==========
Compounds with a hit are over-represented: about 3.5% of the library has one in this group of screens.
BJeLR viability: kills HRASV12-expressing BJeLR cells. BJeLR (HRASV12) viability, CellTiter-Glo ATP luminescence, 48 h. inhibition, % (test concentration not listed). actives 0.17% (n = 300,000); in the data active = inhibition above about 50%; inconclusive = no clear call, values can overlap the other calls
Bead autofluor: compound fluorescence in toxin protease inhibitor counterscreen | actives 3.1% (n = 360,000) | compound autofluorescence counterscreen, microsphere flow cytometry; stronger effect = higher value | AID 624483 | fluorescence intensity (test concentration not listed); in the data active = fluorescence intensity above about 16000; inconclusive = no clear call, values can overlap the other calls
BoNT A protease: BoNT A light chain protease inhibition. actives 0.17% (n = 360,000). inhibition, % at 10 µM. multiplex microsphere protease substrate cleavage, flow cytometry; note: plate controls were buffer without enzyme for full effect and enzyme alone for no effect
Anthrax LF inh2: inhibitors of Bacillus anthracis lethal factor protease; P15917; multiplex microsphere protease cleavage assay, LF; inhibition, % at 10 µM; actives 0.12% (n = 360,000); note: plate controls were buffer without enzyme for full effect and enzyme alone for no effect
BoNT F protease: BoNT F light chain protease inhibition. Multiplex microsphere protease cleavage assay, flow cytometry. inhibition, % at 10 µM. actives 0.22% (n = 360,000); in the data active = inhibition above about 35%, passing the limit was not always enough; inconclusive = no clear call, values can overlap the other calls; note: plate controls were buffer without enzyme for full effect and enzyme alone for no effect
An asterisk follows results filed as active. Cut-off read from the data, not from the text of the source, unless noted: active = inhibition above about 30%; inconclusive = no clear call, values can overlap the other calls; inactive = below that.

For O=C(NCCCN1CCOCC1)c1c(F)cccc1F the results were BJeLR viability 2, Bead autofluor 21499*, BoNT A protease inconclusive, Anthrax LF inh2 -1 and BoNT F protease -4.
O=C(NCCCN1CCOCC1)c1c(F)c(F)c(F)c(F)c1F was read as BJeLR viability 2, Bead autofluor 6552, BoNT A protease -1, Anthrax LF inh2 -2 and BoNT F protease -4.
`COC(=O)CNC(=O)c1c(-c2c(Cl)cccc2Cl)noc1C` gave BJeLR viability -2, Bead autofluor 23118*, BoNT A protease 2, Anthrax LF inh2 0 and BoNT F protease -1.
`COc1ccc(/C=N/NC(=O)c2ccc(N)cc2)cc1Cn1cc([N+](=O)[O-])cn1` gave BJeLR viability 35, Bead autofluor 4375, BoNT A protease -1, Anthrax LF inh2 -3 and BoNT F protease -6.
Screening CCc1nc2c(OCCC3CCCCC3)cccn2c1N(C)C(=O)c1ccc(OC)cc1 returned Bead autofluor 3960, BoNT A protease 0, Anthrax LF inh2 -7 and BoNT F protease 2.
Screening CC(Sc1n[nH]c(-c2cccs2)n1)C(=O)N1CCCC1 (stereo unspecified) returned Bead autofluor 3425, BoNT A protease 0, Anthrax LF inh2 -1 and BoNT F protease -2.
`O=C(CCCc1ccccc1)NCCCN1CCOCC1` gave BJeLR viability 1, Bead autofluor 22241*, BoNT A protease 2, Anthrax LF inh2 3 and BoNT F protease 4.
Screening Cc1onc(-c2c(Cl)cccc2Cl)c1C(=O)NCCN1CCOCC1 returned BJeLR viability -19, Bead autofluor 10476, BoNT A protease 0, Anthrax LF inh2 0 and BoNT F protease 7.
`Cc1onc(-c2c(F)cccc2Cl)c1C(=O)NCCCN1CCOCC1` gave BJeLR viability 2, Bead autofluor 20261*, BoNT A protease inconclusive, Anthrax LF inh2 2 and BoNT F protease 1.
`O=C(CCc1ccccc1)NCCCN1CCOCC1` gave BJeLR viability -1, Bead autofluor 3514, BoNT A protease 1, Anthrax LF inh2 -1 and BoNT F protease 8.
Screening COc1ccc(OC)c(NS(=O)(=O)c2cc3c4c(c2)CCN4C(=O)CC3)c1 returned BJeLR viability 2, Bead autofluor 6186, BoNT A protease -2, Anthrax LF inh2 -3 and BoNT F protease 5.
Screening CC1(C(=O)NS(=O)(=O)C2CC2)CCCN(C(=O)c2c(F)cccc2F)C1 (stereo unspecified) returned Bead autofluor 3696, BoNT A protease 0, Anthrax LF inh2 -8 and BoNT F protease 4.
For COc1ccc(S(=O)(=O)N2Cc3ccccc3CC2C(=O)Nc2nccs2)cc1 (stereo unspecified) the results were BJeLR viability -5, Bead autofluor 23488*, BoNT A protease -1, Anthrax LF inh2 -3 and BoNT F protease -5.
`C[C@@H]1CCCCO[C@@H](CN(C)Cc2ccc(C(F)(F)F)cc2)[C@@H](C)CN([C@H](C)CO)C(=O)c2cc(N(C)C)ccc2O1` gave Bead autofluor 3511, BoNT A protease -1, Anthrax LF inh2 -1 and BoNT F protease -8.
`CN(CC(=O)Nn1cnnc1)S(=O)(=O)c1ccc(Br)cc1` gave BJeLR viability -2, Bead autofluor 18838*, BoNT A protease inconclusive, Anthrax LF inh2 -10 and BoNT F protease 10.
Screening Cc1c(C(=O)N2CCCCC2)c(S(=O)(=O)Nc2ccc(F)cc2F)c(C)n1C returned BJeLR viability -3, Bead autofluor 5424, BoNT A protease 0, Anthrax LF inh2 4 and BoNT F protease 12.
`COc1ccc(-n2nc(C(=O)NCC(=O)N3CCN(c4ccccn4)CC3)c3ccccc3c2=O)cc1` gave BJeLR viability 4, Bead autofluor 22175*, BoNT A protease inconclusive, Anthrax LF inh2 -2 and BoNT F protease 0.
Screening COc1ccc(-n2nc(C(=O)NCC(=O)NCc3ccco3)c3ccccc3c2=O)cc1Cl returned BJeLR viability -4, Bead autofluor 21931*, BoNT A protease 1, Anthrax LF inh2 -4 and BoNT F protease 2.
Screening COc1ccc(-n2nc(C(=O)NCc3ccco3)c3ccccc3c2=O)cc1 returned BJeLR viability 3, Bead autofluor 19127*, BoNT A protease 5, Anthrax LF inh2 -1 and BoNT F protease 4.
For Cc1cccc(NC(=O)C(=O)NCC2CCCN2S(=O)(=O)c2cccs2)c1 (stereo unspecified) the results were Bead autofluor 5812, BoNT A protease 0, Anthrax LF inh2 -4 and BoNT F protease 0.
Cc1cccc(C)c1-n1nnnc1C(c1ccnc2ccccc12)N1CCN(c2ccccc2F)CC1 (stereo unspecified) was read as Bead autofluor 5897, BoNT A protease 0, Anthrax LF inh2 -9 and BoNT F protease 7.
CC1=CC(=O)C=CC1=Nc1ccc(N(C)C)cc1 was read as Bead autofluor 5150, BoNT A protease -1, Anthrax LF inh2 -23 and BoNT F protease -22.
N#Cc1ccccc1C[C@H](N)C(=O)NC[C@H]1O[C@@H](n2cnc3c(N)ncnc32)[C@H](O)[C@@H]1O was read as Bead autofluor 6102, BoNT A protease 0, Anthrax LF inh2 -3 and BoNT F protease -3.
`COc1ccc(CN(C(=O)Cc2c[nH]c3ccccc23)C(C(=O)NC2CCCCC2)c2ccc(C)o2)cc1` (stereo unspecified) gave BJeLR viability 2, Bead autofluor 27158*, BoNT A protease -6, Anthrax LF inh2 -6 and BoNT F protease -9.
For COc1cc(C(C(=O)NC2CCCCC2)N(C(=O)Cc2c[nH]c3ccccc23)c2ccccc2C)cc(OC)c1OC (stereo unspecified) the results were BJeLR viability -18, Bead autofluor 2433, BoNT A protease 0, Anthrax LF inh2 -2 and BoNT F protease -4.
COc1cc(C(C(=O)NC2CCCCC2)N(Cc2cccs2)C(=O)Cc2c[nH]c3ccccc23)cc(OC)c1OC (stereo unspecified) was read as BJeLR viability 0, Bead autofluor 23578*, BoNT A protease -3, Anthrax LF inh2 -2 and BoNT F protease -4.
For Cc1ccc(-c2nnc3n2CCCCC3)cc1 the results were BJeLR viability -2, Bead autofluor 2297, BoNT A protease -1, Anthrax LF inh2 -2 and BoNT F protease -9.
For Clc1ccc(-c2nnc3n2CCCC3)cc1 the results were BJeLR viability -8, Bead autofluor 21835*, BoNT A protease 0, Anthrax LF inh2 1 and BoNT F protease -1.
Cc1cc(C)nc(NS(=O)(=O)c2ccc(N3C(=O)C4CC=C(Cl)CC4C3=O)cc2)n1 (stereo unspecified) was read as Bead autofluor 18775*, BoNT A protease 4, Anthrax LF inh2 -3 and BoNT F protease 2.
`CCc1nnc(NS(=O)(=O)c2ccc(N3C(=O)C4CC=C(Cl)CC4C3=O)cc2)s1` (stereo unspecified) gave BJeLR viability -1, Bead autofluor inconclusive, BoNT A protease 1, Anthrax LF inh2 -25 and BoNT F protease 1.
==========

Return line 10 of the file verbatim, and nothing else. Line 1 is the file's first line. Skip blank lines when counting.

`COC(=O)CNC(=O)c1c(-c2c(Cl)cccc2Cl)noc1C` gave BJeLR viability -2, Bead autofluor 23118*, BoNT A protease 2, Anthrax LF inh2 0 and BoNT F protease -1.